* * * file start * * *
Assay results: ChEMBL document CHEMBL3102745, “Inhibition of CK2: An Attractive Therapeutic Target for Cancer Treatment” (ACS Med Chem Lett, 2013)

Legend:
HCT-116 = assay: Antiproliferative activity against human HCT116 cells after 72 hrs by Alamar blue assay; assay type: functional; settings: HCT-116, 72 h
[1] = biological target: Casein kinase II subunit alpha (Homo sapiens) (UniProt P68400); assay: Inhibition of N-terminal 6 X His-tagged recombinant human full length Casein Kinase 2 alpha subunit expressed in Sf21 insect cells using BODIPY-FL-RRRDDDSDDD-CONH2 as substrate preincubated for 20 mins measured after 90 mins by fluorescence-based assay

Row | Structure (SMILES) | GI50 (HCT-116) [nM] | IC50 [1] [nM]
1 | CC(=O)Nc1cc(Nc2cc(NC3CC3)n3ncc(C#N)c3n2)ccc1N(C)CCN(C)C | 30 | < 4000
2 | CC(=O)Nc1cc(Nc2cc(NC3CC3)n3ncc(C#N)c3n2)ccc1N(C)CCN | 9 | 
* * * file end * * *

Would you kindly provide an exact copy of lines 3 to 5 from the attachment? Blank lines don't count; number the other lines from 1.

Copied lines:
HCT-116 = assay: Antiproliferative activity against human HCT116 cells after 72 hrs by Alamar blue assay; assay type: functional; settings: HCT-116, 72 h
[1] = biological target: Casein kinase II subunit alpha (Homo sapiens) (UniProt P68400); assay: Inhibition of N-terminal 6 X His-tagged recombinant human full length Casein Kinase 2 alpha subunit expressed in Sf21 insect cells using BODIPY-FL-RRRDDDSDDD-CONH2 as substrate preincubated for 20 mins measured after 90 mins by fluorescence-based assay

Row | Structure (SMILES) | GI50 (HCT-116) [nM] | IC50 [1] [nM]